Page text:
I am an Associate Professor in the Department of Communication Studies at Northeastern University, where I study the social and cultural implications of communication technologies, with a focus on disability, digital media, and children and families’ technology use. I am especially interested in the opportunities and challenges that media and technology provide young people with disabilities and their families in the digital age. I approach this research through both social science methods and humanistic inquiry.
You can find some of this work in my books, Digital Youth with Disabilities (MIT Press, 2014) and Giving Voice: Mobile Communication, Disability, and Inequality (MIT Press, 2017), which was awarded a 2018 PROSE Award Honorable Mention from the Association of American Publishers and the 2018 Outstanding Publication in the Sociology of Disability Award from the American Sociological Association. I am also at work on my next book, Kids Across the Spectrums: Growing Up Autistic in the Digital Age (under contract, MIT Press), which explores the media and technology practices of young people on the autism spectrum, as well as what it means to be “social” in a socially mediated world.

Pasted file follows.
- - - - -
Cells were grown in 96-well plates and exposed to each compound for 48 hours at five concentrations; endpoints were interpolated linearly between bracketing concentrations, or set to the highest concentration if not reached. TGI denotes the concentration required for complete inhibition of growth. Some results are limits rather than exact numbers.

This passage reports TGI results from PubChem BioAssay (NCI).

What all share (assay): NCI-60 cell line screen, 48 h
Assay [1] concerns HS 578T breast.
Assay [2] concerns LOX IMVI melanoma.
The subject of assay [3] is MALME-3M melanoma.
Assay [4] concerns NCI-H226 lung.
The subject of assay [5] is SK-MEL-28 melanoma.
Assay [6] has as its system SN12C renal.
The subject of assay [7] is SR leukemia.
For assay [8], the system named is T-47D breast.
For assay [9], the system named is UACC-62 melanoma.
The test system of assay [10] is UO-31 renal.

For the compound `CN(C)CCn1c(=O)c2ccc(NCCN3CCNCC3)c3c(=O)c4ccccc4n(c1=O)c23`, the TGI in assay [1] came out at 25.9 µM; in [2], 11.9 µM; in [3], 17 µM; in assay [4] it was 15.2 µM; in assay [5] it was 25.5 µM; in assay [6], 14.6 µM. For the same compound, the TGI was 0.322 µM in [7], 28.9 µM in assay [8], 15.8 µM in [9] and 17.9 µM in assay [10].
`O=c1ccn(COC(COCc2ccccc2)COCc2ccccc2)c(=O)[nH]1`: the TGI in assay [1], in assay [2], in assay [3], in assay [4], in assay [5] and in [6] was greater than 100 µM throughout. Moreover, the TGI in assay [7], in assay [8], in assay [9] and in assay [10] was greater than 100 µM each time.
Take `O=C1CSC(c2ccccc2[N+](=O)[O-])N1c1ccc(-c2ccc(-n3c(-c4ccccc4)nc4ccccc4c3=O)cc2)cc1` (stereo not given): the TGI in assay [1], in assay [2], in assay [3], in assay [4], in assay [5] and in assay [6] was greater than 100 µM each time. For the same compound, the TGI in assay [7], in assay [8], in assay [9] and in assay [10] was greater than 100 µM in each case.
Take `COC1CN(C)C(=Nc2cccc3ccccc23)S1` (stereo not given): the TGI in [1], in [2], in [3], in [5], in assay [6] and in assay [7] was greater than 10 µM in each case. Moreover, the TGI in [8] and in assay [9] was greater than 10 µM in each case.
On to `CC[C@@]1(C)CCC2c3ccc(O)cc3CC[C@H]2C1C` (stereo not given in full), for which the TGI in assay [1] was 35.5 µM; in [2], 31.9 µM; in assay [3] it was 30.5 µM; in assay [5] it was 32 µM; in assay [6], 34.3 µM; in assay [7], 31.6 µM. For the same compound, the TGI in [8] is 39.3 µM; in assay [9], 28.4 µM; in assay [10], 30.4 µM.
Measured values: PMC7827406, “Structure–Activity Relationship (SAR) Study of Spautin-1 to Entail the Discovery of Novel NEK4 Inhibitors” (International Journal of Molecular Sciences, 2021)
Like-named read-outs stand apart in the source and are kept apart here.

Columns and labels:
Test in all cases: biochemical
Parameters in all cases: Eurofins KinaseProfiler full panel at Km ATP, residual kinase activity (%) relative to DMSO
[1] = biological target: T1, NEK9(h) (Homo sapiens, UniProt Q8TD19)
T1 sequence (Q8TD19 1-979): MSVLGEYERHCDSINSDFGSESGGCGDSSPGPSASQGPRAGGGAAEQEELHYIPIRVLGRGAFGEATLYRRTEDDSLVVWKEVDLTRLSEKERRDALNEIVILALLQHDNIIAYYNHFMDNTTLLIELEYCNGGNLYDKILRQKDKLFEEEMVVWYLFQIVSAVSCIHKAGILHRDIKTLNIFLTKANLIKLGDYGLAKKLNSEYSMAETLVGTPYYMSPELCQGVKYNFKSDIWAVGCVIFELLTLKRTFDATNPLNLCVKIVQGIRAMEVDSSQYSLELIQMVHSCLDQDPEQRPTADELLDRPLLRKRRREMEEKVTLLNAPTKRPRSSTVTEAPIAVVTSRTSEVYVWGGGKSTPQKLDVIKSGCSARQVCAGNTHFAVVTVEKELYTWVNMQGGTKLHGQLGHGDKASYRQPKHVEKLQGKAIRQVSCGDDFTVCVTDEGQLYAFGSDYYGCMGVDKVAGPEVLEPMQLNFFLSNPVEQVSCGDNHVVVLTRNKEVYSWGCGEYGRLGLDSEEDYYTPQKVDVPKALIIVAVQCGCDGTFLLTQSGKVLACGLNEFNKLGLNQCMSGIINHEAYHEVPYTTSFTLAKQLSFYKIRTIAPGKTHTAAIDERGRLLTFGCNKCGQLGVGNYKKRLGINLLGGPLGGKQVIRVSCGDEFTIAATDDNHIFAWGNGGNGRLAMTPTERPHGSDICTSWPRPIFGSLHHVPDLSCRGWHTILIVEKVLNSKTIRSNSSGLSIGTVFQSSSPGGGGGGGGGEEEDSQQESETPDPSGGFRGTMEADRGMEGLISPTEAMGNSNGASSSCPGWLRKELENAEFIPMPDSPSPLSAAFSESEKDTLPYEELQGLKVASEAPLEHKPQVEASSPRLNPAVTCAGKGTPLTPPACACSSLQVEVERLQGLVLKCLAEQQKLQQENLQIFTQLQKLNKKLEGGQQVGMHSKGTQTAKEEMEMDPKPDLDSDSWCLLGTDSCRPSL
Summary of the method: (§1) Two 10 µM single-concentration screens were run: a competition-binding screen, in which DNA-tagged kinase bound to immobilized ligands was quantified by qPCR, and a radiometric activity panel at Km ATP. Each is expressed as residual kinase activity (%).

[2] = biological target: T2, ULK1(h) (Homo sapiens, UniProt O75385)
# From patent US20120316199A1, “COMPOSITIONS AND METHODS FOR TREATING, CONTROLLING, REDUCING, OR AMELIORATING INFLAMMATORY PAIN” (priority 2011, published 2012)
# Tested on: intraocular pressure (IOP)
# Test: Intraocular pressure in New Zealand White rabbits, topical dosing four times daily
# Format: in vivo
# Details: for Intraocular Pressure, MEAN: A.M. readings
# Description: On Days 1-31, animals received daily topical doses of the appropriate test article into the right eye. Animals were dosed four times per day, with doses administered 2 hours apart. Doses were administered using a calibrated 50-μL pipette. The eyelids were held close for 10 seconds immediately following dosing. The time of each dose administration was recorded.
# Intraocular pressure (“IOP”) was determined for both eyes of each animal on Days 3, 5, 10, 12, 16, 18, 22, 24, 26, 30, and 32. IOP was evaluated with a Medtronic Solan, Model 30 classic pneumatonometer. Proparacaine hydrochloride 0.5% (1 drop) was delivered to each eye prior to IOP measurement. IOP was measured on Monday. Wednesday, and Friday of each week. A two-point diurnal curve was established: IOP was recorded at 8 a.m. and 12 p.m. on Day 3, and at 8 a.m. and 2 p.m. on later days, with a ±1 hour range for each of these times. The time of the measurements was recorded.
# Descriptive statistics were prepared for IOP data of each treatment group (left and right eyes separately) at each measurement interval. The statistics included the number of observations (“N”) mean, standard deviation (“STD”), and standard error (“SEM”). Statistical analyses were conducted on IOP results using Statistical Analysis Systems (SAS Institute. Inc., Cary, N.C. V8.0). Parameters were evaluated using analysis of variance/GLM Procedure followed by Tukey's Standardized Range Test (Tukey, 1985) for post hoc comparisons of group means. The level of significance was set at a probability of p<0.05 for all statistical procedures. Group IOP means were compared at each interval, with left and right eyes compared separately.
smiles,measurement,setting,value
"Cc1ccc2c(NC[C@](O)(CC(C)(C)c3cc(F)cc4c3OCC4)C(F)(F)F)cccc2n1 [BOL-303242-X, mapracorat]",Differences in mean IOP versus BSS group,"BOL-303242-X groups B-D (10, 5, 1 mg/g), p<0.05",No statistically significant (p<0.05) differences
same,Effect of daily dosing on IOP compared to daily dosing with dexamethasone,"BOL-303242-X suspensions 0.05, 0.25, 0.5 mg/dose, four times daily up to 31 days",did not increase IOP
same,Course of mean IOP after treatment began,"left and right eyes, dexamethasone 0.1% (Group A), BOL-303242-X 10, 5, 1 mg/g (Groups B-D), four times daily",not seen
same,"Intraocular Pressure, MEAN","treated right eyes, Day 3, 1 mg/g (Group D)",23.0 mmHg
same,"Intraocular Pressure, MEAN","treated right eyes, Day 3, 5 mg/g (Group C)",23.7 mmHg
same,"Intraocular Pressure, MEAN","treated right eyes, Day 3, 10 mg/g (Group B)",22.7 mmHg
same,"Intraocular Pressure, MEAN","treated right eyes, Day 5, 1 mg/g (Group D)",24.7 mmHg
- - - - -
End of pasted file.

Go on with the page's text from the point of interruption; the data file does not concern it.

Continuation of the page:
I locate my scholarship at the intersection of communication studies, science and technology studies, and disability studies. In my research and teaching, I also draw on my professional experience in educational children’s media as a researcher, strategist, and consultant with Sesame Workshop, PBS KIDS, Nickelodeon, and Disney.